There’s no doubt that implementing automatic renewals through a membership management program is a terrific time-saver. Having this process in place also ensures renewals are scheduled and that reminder and confirmation emails are automatically sent to members.
But membership renewal is more than just a process – it’s likely THE most important interaction you’ll have with each member this year. After all, your members are your reason for being, so retaining members and keeping them engaged is critical. Be sure you take this opportunity to make your renewal communications really count.
Your membership technology does a lot of the work for you at renewal time. However, it’s easy to lose sight of the fact that you are actually reaching out to individual members. This means you need to put yourself in their shoes and think about how each member will react when they receive your renewal email.
There certainly isn’t an established book of etiquette that applies, but there are a few unwritten rules you might want to follow to ensure your renewal email motivates your members to renew and gets them excited about staying involved with your organization in the coming year.
Here are a few tips and ideas for effective renewal communications.
Make sure the salutation isn’t a show stopper!
Remember that famous line from the movie Jerry Maguire: “You had me at hello”? Well, your first two words – “Dear xxx” can have a huge impact on whether your letter or email are read or taken seriously. If you fumble the salutation, your member may never get to your wonderful prose about how important he/she is or the amazing work your organization has accomplished over the last year.
So, here are a few tips on getting the hello or welcome right:
- Never say “Dear member” – remember it needs to be personal
- “Dear [first name]” – is probably best, but ensure your database has correct first names for all members so you don’t end up with a “Dear blank” or worse, “Dear first name”!
- Avoid using Ms., Mr., or Mrs. – since any glitch in your database can be the “kiss of death” – when a staffer or the system gets the member’s gender wrong! Mistakes like those certainly suggest you don’t know this member.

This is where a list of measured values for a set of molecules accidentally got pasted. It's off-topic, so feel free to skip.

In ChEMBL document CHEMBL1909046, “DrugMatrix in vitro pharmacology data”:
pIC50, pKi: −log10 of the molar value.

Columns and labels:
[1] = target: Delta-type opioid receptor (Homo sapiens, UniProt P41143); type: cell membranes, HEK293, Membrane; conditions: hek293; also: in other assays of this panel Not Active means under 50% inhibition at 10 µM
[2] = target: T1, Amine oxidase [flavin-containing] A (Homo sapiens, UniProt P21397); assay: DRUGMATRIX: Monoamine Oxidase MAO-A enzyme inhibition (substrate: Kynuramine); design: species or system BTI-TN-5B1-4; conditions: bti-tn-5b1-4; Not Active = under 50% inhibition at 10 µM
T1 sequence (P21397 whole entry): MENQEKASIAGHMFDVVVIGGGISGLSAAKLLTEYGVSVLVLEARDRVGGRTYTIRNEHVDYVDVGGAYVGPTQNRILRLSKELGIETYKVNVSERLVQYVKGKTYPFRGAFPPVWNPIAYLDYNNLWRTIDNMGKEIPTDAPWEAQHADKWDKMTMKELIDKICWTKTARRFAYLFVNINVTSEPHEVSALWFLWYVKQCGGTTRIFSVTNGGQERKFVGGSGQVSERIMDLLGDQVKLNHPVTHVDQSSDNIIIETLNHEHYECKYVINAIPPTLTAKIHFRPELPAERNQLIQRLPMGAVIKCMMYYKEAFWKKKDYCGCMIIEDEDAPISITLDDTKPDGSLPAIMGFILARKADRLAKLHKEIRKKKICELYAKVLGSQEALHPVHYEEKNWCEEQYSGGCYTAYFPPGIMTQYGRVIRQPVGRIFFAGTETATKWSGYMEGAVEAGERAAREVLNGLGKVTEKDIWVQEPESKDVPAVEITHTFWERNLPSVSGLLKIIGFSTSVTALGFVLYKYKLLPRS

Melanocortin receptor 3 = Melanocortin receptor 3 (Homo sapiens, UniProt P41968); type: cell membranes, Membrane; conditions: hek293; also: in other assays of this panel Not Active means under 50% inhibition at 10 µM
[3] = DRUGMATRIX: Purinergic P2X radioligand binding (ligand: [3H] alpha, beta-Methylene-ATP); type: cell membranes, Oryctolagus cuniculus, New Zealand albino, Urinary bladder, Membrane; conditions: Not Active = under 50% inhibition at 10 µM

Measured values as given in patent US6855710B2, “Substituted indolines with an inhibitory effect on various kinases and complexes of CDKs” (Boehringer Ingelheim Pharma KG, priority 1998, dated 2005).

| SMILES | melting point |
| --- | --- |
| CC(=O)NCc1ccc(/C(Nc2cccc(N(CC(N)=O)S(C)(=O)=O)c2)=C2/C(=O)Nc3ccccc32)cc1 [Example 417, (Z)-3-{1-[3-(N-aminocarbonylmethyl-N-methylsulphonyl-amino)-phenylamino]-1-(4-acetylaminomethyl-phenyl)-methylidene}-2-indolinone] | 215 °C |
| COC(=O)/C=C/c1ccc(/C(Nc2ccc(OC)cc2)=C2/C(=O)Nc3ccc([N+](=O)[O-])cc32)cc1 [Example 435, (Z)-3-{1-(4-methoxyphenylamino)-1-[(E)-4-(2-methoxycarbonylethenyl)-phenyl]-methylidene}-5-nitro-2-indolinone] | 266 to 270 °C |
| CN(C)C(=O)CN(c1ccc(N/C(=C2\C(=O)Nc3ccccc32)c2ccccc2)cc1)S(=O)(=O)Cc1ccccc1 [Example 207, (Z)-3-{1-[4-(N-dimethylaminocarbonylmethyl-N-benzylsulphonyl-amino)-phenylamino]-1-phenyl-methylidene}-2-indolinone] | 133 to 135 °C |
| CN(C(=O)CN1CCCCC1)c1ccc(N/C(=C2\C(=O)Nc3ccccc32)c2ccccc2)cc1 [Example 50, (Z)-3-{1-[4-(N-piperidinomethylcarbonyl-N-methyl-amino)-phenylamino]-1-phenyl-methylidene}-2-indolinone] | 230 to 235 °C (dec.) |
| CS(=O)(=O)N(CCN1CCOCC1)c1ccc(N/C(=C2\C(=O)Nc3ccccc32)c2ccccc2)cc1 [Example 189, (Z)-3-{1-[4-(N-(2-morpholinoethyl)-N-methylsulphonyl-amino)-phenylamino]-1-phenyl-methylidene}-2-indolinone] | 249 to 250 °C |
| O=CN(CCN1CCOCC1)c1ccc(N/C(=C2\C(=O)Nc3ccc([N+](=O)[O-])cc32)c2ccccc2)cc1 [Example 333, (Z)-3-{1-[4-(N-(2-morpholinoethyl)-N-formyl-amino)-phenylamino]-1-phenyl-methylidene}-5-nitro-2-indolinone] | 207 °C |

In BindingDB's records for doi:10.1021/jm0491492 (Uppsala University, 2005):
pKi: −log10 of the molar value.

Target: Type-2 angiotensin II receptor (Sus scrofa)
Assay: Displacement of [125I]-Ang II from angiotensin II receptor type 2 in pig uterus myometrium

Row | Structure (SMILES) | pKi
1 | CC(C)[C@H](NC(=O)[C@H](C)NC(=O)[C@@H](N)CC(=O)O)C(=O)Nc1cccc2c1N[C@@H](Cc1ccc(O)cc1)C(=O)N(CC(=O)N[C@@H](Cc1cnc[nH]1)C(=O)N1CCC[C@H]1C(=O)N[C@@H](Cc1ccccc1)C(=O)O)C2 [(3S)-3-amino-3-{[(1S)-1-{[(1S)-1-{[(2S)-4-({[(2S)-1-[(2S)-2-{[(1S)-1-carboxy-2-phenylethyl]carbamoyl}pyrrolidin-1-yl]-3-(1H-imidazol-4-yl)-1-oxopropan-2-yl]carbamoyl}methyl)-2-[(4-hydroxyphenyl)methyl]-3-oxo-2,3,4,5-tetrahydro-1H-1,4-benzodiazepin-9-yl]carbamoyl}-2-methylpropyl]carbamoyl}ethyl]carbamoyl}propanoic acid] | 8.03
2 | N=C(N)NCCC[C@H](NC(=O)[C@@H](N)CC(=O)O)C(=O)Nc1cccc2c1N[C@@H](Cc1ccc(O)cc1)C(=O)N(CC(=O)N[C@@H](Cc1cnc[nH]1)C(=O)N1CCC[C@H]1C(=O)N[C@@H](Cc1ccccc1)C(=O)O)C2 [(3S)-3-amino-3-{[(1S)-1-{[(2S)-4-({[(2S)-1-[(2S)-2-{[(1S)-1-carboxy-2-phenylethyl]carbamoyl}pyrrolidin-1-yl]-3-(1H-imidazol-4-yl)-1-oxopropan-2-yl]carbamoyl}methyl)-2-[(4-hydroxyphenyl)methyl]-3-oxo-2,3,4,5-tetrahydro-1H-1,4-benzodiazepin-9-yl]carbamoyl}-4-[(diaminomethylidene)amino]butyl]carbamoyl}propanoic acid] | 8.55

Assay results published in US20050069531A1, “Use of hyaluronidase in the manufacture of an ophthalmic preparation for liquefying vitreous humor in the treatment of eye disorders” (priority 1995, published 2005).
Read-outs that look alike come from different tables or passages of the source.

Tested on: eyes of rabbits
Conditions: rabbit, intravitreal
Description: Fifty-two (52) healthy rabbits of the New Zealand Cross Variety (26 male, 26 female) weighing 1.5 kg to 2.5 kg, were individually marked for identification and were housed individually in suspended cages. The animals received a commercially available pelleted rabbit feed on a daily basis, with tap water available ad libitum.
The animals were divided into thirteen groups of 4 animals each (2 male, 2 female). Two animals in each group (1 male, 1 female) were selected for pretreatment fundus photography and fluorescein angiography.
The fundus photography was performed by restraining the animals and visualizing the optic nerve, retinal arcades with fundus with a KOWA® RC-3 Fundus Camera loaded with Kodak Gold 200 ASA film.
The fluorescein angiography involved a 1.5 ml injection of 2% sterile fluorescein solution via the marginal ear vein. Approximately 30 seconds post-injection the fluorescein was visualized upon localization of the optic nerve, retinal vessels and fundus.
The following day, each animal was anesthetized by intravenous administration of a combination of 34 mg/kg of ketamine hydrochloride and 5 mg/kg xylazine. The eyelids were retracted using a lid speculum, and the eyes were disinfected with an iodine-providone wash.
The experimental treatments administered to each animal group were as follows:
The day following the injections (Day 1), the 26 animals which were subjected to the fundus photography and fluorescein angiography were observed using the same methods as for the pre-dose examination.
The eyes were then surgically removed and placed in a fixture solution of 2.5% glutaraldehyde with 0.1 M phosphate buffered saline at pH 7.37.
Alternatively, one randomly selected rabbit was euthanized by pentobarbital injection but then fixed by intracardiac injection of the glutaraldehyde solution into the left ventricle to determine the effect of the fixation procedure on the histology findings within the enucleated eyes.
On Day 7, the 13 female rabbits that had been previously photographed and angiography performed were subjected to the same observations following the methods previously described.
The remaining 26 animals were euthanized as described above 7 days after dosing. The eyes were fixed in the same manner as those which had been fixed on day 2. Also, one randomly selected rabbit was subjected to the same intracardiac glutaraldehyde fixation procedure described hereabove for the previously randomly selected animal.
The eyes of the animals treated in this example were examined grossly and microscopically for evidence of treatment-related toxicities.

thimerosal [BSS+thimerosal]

Make them powerful and personal
Your renewal letter or email needs to speak to each member and make them feel they have a personal connection to and are an integral part of an important organization. It should be a powerful message that reminds and reinforces the value your organization brings to their personal and/or professional life. It also needs to acknowledge both the organization’s commitment to the member and the importance of his/her support.
Customize your message as much as possible
You probably capture a wealth of data in your membership database so be sure to use your data to personalize renewal emails. Start the process by thinking about what sets your members apart – for example:
- Do you have a number of membership levels or categories? (e.g., student, active member, retired, affiliate, etc.)
- Do you segment your list based on membership status? (new member, active member; long-standing member, inactive/ lapsed member, former/returning member)
- Do you capture engagement data (e.g., volunteer activity; attendance at events or professional development sessions; involvement in committees or task forces; etc.)
The more you know about your members, the more you can personalize the email to speak directly to them. For example, if you know that a group of members have been active on your advocacy committee or interested in an initiative, you might want to highlight the association’s success over the past year and thank and acknowledge their contributions that made this possible in their renewal letter. Alternately, if you have a student membership category, you might want to highlight specific member benefits that this group finds most beneficial (e.g., such as professional development or networking events).
Show me the benefits
When your member receives your renewal email, they may be reminded of another line from the Jerry Maguire movie: “Show me the [benefits].” When they receive your yearly renewal email, they are automatically thinking, “What has my association/club done for me lately?” They are wondering about the value of their membership and the benefits you’ve provided.
Your overview of the benefits doesn’t have to be long-winded – but it does need to be relevant and outcomes-focused. If you’ve done some thinking about customizing to suit your audience, it can be a brief, bullet-point list that speaks directly to the member.
Renewal Reminder de Rigueur
We’re talking renewal emails here, but your organization may think about renewals in terms of “renewal notices”, “renewal reminders” or even “renewal invoices.” But no matter how your process or membership management systems work, you should take the opportunity at renewal time to reach out to all of your members with a personalized message.
If your organization is using online membership management software, many of your members might have taken advantage of signing up to have membership fees automatically paid on a regular (yearly, quarterly, monthly) basis. But even though technology can save enormous time and effort with renewal administration, if members are paying through your membership management system’s recurring payments processes, it’s still important to take the opportunity to connect with members. After all, it’s a courtesy to notify them that their membership renewal is coming up and that their credit card will be charged. It’s also an opportunity to re-connect with them on a personal level as you are with your other members who are receiving the renewal letter or email.
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